Important Travel Rules and Documents
Up-to-date information on the requirements for entering any country can be found at the website for the Bureau of Consular Affairs in the State Department.
The website address is http://travel.state.gov/travel/travel_1744.html.
The rules vary from nation to nation, and they often change, sometimes with little or no notice. When travelers who are residents of the U.S. but not citizens enter another country, the documentation they need depends on both the country whose citizenship they claim and the country they are visiting.
If an airline or cruise ship transports a passenger who does not have the documentation required to enter a country, the airline or cruise line is subject to a fine and must provide return transportation to the passenger.
You the traveler bear the ultimate responsibility for determining and meeting the requirements.
Depending on the country visited, you may need to provide Proof of Citizenship, a Passport, a Visa, and/or a Tourist Card.
Proof of Citizenship
Those traveling on business may need additional documents. Travelers to Canada should also carry proof of citizenship, which is legally required. Depending on your citizenship and destination Acceptable proofs of citizenship include:
1) A valid passport.
2) For those born in the United States, a birth certificate that is certified with the registrar's signature and with a raised, impressed, embossed or multicolored seal along with a state or government issued photo identification card (driver license).
Children 17 and under who are U.S. or Canadian citizens are only required to have proof of citizenship, excluding picture identification. Hospital issued birth certificates are NOT acceptable.
3) For those born abroad, a certificate of naturalization. A driver license, social security card, voting card or draft registration card is not proof of citizenship. A valid passport is always the best proof of citizenship and travelers who possess one should use it. You the traveler bear the ultimate responsibility for determining and meeting the requirements.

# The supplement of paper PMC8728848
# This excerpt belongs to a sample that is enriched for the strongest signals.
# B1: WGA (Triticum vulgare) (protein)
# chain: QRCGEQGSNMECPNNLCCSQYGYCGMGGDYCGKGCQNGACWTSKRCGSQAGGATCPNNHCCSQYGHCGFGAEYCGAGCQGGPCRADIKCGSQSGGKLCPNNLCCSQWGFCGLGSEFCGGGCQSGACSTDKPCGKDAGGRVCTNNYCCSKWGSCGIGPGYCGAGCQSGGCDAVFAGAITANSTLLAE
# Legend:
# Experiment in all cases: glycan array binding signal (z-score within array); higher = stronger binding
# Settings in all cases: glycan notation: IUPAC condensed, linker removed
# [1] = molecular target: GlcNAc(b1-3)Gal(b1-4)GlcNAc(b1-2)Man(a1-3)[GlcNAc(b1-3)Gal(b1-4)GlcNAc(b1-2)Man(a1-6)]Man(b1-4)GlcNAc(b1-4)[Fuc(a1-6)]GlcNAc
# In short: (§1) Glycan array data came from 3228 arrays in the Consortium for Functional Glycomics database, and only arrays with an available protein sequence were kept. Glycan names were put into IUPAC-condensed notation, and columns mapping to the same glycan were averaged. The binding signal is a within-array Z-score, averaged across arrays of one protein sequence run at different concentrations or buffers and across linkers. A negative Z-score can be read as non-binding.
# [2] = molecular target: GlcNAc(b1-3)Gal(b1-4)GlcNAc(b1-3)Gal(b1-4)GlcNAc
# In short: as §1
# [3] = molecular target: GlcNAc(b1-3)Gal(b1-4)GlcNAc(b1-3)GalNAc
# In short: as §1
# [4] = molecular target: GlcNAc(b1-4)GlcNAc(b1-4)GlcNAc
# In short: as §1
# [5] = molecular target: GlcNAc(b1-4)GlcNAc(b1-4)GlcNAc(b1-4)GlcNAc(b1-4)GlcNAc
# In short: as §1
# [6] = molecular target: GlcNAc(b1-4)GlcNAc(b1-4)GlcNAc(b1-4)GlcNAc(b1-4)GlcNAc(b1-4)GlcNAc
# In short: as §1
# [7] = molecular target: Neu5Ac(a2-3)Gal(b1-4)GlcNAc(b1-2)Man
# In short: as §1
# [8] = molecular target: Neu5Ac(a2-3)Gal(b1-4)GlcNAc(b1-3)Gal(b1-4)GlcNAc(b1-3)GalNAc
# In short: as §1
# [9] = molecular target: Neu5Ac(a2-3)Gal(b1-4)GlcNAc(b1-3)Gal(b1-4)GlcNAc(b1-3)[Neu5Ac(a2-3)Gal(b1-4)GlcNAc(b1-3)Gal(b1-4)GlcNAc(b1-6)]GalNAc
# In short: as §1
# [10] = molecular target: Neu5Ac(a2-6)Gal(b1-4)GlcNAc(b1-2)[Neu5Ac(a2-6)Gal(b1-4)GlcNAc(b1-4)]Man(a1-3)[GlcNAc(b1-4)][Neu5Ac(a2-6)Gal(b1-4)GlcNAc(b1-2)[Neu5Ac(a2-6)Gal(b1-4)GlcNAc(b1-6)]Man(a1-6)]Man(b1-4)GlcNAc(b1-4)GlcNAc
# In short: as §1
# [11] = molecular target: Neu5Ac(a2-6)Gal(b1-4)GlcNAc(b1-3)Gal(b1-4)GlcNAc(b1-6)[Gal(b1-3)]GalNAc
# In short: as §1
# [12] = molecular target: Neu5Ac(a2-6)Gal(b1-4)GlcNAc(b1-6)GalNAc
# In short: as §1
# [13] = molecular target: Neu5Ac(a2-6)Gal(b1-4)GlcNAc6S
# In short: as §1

Many countries require foreign visitors to have a valid passport in order to enter the country. Applications for U.S. Passports are available at thousands of post offices and state and federal court buildings, as well as at passport agencies.
For more information, visit the U.S. State Department website at... http://travel.state.gov/passport/passport 1738.html.
Some countries require visas; some do not. A visa is an endorsement or stamp or separate paper placed in a passport by officials of a foreign government. It specifies the conditions under which the traveler may enter the country. There are different types of visas for different purposes and periods (tourist visa, visitor, student visa, business visa, transit visa).
Some countries accept a tourist card for entry instead of requiring a passport.
Minors under 18 NOT traveling with BOTH parents require consent to travel. We strongly advise all single, divorcees and grandparents that you obtain a notarized statement from the court or the other parent(s) giving you authorization to travel outside the united States with these children, (even if you have been awarded custody).
Due to always changing immigration and territory laws, it is your responsibility to check with the National Tourist Office or Embassy of the country in which you are traveling to.
When your cruise fare includes air transportation, the cruise line decides the air carrier and flight times. The exact flight times, flight numbers and the airline carrier are generally not available until 15 days prior to your cruise. We do not have access to this information until the cruise line arranges your air itinerary and mails the cruise documents to our offices.
If you accept the airline tickets as issued, you are treated as a priority customer by the airlines, and your flight schedule is monitored by the ship; and if the flight is delayed, the ship may delay its departure. However, if you make any changes to the original airline tickets, you are on your own. The cruise line can't keep track of changes in your flight arrangements and the cruise line will not be responsible for delays, cancelled flights, etc..